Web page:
As our region’s largest pediatric cardiology center, Maria Fareri Children’s Hospital at Westchester Medical Center has always set the standard for treating children’s heart problems. Recent enhancements to the hospital’s cardiac imaging program have enabled better use of jaw-dropping 3D images of children’s hearts and the surrounding vessels, created painlessly and noninvasively—even in tiny babies with complex congenital heart disorders.
The hospital has long been able to use cardiac magnetic resonance imaging, or CMR (an imaging technique that uses radio waves, magnets and an advanced computer to take pictures of the heart and blood vessels), to get a detailed look at its young patients. “Now, however, we are using CMR much more effectively,” says Supriya Jain, MD, director of the pediatric cardiac MRI program. The CMR images are being compiled to produce multidimensional pictures on screen and are combined with new analysis software that provides more information to the physicians than ever.
Much of this progress is thanks to Dr. Jain herself, who arrived at the hospital in 2011 after completing a cardiac MRI fellowship at the Boston Children’s Hospital. There, she learned cutting-edge MRI techniques, knowledge she has brought to Maria Fareri Children’s Hospital. “Now, we can even understand how certain heart lesions affect heart functioning,” she says. “Before, for example, we could see from MRI images if a heart valve was leaking. Now, we can determine just how much it is leaking, to help us decide whether the leak is large enough to require a surgical procedure to close it.” Another wonderful thing, she adds, is how enhanced 3D images aid in the assessment of holes in the heart: “We can better figure out from the images what type of approach is best to close a hole and thus help to better plan the procedure and reduce risk for the child.”
These new-view images are proving reliable when it comes to examining pulmonary arteries—the arteries that carry blood from the heart to the lungs for vital oxygenation. These are often difficult to clearly image with other noninvasive methods such as echocardiography. 3D MRI has proven to be a great advance in this very important component of circulation.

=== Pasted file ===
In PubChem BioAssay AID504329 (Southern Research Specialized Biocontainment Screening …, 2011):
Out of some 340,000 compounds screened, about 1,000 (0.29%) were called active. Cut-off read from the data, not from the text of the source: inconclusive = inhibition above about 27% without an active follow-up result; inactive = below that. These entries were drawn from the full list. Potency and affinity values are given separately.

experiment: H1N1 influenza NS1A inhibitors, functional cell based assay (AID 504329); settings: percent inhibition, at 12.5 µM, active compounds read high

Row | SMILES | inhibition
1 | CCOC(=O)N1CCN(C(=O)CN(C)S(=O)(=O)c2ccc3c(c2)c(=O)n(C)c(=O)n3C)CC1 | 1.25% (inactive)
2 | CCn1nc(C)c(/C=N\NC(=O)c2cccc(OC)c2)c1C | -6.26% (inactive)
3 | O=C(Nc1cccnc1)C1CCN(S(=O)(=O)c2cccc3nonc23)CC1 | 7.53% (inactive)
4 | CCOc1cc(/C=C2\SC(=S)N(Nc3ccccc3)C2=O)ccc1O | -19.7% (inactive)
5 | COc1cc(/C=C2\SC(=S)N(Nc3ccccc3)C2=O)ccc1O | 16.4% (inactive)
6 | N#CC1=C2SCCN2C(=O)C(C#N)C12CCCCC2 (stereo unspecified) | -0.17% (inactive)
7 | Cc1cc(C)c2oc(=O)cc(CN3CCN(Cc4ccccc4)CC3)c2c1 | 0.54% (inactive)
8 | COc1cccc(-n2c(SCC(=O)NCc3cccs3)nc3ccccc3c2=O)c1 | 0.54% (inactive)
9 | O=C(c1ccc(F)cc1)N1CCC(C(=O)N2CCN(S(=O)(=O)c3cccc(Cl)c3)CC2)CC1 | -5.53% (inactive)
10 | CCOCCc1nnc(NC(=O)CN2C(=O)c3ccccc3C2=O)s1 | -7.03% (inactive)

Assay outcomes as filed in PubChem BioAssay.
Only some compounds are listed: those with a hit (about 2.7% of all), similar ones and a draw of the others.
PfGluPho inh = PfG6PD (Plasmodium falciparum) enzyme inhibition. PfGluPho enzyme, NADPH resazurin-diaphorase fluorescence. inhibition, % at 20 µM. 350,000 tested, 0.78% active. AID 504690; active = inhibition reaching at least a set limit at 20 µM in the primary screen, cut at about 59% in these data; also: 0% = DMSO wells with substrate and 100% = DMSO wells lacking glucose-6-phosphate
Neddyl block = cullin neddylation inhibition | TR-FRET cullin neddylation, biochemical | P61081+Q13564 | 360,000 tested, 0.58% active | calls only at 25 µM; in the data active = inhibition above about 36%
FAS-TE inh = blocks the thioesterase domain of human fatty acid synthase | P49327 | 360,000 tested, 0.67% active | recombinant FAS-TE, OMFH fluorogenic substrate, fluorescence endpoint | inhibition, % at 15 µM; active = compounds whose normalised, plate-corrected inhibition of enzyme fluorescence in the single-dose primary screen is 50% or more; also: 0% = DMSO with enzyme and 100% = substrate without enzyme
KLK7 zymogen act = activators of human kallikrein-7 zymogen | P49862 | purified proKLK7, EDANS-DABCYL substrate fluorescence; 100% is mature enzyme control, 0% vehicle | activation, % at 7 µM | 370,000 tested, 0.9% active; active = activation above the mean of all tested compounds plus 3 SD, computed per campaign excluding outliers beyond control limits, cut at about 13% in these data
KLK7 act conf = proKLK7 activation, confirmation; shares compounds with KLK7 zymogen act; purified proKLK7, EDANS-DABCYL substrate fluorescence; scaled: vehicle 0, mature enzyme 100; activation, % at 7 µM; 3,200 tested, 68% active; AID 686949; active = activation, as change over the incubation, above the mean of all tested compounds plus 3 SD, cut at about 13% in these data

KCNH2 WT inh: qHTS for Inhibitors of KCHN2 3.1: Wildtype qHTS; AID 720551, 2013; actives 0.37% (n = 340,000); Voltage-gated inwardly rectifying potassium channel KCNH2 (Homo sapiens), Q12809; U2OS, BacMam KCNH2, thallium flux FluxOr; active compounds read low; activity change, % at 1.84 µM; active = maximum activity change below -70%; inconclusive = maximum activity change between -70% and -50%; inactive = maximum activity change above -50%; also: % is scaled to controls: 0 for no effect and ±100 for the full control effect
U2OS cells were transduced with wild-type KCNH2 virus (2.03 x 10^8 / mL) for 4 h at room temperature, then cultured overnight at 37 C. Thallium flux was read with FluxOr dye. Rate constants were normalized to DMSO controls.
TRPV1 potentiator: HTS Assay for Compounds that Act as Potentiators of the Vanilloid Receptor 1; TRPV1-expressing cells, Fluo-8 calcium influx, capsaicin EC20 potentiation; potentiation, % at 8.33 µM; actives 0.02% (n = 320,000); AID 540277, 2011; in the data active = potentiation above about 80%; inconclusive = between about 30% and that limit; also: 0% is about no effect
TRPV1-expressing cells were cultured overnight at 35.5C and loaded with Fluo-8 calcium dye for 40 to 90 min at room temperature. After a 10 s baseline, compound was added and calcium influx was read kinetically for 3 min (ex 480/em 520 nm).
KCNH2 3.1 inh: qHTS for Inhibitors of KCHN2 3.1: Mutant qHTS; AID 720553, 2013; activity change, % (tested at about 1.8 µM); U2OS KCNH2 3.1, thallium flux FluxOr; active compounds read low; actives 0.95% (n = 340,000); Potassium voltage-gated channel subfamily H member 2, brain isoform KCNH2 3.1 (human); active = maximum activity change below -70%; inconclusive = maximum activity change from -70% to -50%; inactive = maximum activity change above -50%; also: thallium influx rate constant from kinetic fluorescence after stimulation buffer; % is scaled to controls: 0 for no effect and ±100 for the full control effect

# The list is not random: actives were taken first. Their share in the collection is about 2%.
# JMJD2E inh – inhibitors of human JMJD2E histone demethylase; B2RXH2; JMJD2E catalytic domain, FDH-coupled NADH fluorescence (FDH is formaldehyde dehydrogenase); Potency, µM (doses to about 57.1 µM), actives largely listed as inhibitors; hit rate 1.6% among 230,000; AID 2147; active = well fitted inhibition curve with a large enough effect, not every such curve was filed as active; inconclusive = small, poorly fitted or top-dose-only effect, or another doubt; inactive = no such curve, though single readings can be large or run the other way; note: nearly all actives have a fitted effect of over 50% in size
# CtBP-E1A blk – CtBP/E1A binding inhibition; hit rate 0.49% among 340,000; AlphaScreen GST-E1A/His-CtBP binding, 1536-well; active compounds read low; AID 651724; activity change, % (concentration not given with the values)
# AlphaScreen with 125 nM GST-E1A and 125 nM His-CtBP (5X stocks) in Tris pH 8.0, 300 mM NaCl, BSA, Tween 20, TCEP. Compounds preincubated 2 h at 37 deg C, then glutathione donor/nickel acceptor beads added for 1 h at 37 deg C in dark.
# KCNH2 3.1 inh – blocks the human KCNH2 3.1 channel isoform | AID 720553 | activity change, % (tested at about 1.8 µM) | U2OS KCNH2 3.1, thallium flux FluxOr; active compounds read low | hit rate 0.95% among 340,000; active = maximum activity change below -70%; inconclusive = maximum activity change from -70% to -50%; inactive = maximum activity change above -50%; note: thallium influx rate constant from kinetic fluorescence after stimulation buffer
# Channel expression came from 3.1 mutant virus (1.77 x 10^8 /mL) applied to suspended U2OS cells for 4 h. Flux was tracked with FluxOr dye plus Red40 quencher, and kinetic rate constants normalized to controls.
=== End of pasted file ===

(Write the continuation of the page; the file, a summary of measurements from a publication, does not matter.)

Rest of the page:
Indeed, one of the best parts of 3D imaging is that it can help spare children the trauma of unnecessary procedures. “We had a baby who was just 3 or 4 days old who had complex congenital heart disease,” Dr. Jain shares. “The structure of the baby’s aortic arch was very bizarre,” she says, referring to the top part of the main artery that carries away blood from the heart to the body. Though there was no doubt the aortic arch had a strange shape, a larger question needed to be answered: Was it functioning well enough to avoid surgical correction? “We wanted to have a better understanding,” Dr. Jain says. In the past, this would have meant subjecting the baby to a CT (computerized tomography) scan, a test that involves taking multiple X-ray images, then using computer processing to create cross-sectional images of the body area in question or a cardiac catheterization and angiogram. While this would have produced helpful final results, the X-rays that a CT or a cardiac catheterization require create other risks, like radiation from X-rays. And children, it’s known, are more susceptible than adults to radiation’s effects.
Instead, Dr. Jain and her team were able to use their 3D capabilities. “We went ahead with the CMR and got a beautiful 3D heart image,” she says. The procedure involved no potentially harmful radiation, she adds, and provided an in-depth look at the heart and aortic arch. “We were able to show it to the baby’s heart surgeon [Suvro Sett, MD, Maria Fareri Children’s Hospital’s Chief of Pediatric Cardiac Surgery],” Dr. Jain says. And there was good news: Though the baby needed heart surgery to enlarge pulmonary arteries, the baby’s aortic arch was functioning well enough to be left untouched, and the operation could be shortened considerably.
If CMR has any downside, it’s that very young children usually need to be sedated since patients must lie perfectly still (something for which children aren’t particularly well known). Yet Dr. Jain is pushing the limits even there. “You usually have to use sedation for children up to age 8 or 9,” she says. “But we have been able to image even 6- and 7-year-olds without it. I’ve just gone right there in the scanner with them and held their hand. It’s worked!” Now, using a specially developed protocol, the team is increasibly able to do studies on babies, too, without general anesthesia.
As much as she enjoys sharing past triumphs, Dr. Jain and the cardiology department are more focused on creating an even brighter future for their patients through further advancement of CMR technology. “Right now, we’re involved in multicenter trials to examine the use of CMR data in children with myocarditis, an inflammation of the heart muscles due to a virus or other causes,” Dr. Jain says. “CMR gives you a good anatomical and functional overview of the condition.” 3D imaging has even made the leap from the computer screen to 3D printing at
Maria Fareri Children’s Hospital: With collaborators, the hospital arranged to have an actual 3D model of a patient’s heart made, in order to better understand and treat her complex heart problems.
What could possibly be next? “Video goggles,” Dr. Jain quickly volunteers. “I’d like to get them for some of our older children, so that while they are in the MRI scanner, they can be less nervous, and instead watch a show and be entertained.”
After all, as Dr. Jain knows, a good view can make all the difference.